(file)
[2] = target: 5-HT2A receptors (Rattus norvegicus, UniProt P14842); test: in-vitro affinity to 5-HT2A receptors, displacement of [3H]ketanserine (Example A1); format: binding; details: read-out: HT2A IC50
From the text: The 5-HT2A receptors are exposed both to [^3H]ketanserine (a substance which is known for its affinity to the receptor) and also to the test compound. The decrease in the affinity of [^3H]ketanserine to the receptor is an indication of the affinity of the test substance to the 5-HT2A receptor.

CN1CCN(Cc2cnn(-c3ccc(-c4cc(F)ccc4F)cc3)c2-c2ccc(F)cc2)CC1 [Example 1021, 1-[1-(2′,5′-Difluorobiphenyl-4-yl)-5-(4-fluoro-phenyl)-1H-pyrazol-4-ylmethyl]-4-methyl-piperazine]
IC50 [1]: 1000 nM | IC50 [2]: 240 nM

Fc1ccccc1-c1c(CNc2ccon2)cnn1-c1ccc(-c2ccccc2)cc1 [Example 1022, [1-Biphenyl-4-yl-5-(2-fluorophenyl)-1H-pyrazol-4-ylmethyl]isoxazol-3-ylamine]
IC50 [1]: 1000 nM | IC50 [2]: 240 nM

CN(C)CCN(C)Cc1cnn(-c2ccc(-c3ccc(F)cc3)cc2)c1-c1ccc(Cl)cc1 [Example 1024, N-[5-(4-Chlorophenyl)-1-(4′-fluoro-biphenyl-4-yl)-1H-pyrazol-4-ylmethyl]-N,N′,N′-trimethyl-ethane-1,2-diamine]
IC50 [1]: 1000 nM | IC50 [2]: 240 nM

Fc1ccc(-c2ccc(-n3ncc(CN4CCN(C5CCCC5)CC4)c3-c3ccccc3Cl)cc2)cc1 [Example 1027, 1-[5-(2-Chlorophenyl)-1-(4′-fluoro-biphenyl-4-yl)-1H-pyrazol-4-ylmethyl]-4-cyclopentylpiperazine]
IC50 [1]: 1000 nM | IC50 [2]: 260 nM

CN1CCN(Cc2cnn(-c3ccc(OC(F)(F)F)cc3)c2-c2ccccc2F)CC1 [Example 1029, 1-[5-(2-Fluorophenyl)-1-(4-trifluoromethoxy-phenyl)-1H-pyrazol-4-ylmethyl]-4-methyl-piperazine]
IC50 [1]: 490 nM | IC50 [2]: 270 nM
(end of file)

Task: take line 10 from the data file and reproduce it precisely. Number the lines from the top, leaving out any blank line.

IC50 [1]: 1000 nM | IC50 [2]: 260 nM